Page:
Experts state that the most successful people are well-connected people. The same goes for family businesses and family offices. Too often, family offices are caught up in their own small circle of relationships and tend to mainly trust themselves. Instead, they should think about “big family” and how connections with other businesses can be even more valuable than those inside their own company. Timely investments in relationships — professional and personal — pay back in dividends throughout the generations. However, forging trustful relationships takes decades and requires considerable time to test their strength and reliability. But if strong bonds of friendship and partnership with other family offices have been formed and passed on to the next generation, the quality of these connections becomes reinforced many times. Such alliances allow families to mutually benefit from each other’s vast networks and resources. This gives them incredible longevity, serves as a safety net for business development and provides unbeatable advantages over other market players.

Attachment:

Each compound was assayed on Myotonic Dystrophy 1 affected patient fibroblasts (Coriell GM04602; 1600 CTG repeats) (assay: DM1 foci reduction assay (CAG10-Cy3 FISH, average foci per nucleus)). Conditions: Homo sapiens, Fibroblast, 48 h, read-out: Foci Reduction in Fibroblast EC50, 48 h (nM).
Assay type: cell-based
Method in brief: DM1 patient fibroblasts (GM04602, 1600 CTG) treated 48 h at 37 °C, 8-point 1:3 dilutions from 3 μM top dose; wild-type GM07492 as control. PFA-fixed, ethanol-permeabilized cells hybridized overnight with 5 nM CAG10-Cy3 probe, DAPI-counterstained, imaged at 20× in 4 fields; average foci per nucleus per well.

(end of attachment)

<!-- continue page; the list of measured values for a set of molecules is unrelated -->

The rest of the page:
Evidence for the importance of investments in relationships can be seen in the richest families in the world; they all have built alliances and strong relationships with many other prominent families. A good example of this is a recent deal between the world’s two greatest dynasties: 96-year-old David Rockefeller and Jacob Rothschild, 76 – the patriarchs of the two families – cemented a five-decade relationship with RIT Capital investment trust buying a 37 per cent stake in the American’s business. Commenting on the deal, Mr Rockefeller said: “Lord Rothschild and I have known each other for five decades. The connection between our two families remains very strong. I am delighted to welcome Jacob and RIT as shareholders.” In addition to bringing together the two seniors, the deal will considerably expand the vast networks of both families.
As it can be observed, it takes decades to build such powerful coalitions and a young family office does not have a decade to work its way towards it. Can this process be accelerated? Absolutely! With a good atmosphere aimed to create a feeling of familiarity and trust among all family members both near and far, regular family office networking gatherings, dedicated involvement of heirs in investment decisions and the presence of reputable peers, powerful coalitions can be built in a much shorter period of time.